A man was remembered on Saturday.
A man is being remembered today.
A man will be remember on Sunday.
One was a sudden death after a Stage 4 cancer diagnosis. Another was due to natural causes. And the other took his own life.
Three men died within a week of each other. Each were born in different eras. Two served in the military with one serving in a war. One had lived long enough to see his grandkids grow. One took care of his family, including his 90 year-old mom. And one, was beginning his family life with two young children, including a newborn.
They seemingly shared no common bond other than the fact that I knew each of them.
As I reflect on each man, I realize that sports was a part of each of their lives. Two shared a passion for running. One was a coach, teacher, mentor and yes, even an athlete long into his golden years.
Sports was a part of their identity. You say their name and you pictured them in their sports element. Whether it was running in the neighborhood or in a popular running event or standing in the third-base coaches box, I can see them in their sports moments.
The emotions I’ve felt have ranged from sadness to shock to melancholy to regret. But, isn’t that how it usually is? Sadness and death go hand-in-hand for those who remain. Shock at the suddenness of two of them. Melancholy at the memories – some fresh, some clouded by time. Regret at not having said one more hello instead of one last goodbye.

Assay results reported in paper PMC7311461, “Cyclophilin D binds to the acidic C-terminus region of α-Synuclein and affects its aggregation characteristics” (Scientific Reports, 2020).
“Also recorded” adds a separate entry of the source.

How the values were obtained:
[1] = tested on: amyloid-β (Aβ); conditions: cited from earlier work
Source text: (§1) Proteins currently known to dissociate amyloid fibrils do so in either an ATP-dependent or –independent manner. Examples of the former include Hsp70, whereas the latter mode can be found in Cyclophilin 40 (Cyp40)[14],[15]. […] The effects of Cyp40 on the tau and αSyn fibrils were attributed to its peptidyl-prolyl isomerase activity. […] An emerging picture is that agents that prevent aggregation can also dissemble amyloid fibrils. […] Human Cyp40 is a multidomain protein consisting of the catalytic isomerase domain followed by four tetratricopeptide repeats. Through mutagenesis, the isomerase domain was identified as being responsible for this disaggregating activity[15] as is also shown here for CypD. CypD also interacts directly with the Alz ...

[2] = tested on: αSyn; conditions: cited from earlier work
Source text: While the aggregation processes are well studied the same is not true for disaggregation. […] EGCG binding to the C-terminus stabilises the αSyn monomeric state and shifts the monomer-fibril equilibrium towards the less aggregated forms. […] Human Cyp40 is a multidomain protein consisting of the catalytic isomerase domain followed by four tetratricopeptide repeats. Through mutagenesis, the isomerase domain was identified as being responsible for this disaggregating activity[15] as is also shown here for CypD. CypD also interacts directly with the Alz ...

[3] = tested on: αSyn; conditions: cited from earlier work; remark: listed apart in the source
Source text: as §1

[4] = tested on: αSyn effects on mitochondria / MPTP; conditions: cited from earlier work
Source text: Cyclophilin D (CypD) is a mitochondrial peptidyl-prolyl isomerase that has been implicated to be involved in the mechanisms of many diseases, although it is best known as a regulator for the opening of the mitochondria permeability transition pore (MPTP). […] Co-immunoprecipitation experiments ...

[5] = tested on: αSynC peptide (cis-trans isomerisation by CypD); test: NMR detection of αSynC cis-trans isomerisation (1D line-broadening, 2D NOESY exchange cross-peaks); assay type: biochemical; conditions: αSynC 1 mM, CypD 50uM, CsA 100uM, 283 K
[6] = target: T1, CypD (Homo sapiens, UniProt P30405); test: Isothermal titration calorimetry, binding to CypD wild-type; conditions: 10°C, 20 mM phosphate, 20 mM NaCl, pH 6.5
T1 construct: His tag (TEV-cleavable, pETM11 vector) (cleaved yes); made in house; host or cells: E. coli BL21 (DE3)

Some say 2016 was a horrible year for celebrity deaths. Even I would admit that it seemed as though it was a year that pierced the heart of my youth. Prince’s death was one that hit me hardest. For better or worse, Prince had a tremendous impact on my teenage years.
But, 2017 isn’t starting off all that well either.
No, these men aren’t celebrities. Truth be told, only one was a man of notoriety in high school baseball circles from a previous era.
They didn’t impact the world in ways that are known to today’s social media world where every action or feeling is shared and every post is dissected, repackaged and claimed as one’s own. They weren’t interested in the soap boxes and bully pulpits of that social media has become.
Their impact is left in their legacy. Their legacy is left in those still on this earth. Parents, siblings, children, grandchildren, aunts, uncles, nieces, nephews, friends, players, students, teammates and coworkers.
They (we) are the ones who must work that out in our lives. We exist for a time in mourning, but ultimately we must chose to move forward and live.
We honor or tarnish the legacy by how we live and treat others. If their legacies were ones of respect, love, compassion, passion, etc…then that is how we should live. We learn from their mistakes in an effort to improve our own lives.
No man is perfect.
We are all “in process”. We triumph. We fail. We learn. We teach. We play. We rest.
One man was remembered on Saturday.
One man is being remembered today.
One man will be remembered on Sunday.